Nostalgic Plastic 1/72 YF-102A Delta Dagger
|KIT:||Nostalgic Plastic 1/72 YF-102A Delta Dagger|
|PRICE:||$65.00 from www.nostalgicplastic.com|
|DECALS:||Enough to do any of the prototypes|
|REVIEWER:||Scott Van Aken|
|NOTES:||Resin kit with decals|
The Convair YF-102 Delta Dagger interceptor was a scaled-up version of the delta-wing XF-92A. The NACA High-Speed Flight Station received the YF-102 in 1954 and flew it 104 times over four years. The YF-102, with a delta wing similar to the XF-92A, faced major redesign work due to pitch-up problems. Research data from wing fences used on the XF-92A was applied to the design of the YF-102. The nose inlet was changed to two side mounted inlets and the canopy was redesigned.
Still, the plane would not break the sound barrier in level flight. This was later cured by extending the fuselage and applying 'area rule' to the fuselage with a pinched or 'coke bottle' shape starting with the 11th YF-102A. The prototypes were all used to test systems and the wrecked carcass of the first prototype (which crashed during its seventh flight in November 1953) was prominent in the opening sequences of the movie 'Towards the Unknown' with William Holden.
Molded by Anigrand Craftworks in Hong Kong, this second Nostalgic Plastic offering is all that we have come to expect from Anigrand. The overall molding is superb with just a few of the usual areas that need some additional work, typical of all these kits. The panel line detailing is excellent. In the past Anigrand molded kits had highly pronounced panel line detailing that was more like the trenches of older Matchbox kits. I'm glad to see this lighter touch. A nicely molded resin canopy is included. The framework is pronounced enough to make masking an easy task.
The cockpit is still rather basic with little more than an ejection seat. This seat as well as the landing gear seem to have come from the Hasegawa F-102A kit. At least the molding looks very familiar. My seat has a huge air pocket where the head rest should be so will need to be replaced with an aftermarket seat or one from the spares box. The wings, fin and intakes are keyed to provide positive alignment. A nice touch is that an early exhaust is provided if you wish to model one of the first two planes.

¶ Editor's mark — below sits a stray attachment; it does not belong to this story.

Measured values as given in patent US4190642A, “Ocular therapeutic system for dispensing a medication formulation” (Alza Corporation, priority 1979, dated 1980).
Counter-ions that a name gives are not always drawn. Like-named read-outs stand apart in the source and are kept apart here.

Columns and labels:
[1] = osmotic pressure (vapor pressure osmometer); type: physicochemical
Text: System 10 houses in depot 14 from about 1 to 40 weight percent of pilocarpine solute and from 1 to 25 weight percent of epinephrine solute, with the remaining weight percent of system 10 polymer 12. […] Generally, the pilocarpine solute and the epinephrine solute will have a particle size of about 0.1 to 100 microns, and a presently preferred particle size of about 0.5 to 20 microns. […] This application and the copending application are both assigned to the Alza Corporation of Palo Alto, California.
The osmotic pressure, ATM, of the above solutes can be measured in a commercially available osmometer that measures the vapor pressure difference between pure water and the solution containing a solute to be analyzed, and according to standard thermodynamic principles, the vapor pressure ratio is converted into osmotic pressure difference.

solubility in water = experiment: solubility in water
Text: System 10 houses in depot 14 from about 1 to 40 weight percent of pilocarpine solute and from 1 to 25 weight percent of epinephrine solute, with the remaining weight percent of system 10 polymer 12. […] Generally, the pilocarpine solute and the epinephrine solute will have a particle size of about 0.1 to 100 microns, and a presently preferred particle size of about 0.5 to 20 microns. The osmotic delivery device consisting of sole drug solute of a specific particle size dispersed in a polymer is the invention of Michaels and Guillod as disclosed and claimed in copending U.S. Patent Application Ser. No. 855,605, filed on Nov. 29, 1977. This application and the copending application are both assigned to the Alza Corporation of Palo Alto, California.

Instructions are two pages with a history, building notes and several photos of the model under construction. No exploded view or construction sequence is provided, but for a kit of this simplicity, nothing like that is really needed. The second page is photos and profiles/decal placement guide for all the prototypes. The sheet is nicely printed by J-Bot. It is an ALPS sheet and as such, is prone to scratching. My sample had several scratched areas due to contact with the sheet and something rough enough to mar it. It might be helpful if the sheet was protected in a plastic sleeve. Another option would be to have some waxed paper taped over it as I've seen in Hobby Boss kits. The instructions do recommend clear coating it prior to use and perhaps that should be done prior to shipping.
Overall, this is an excellent kit both for the beginning resin kit builder and those who are as enamored with prototype aircraft as am I. It is a very straight-forward kit offering no surprises and I'm sure it will be a delight to build.
You can get this kit direct fromwww.nostalgicplastic.com. I recommend getting yours soon as kits like this often sell out quickly.
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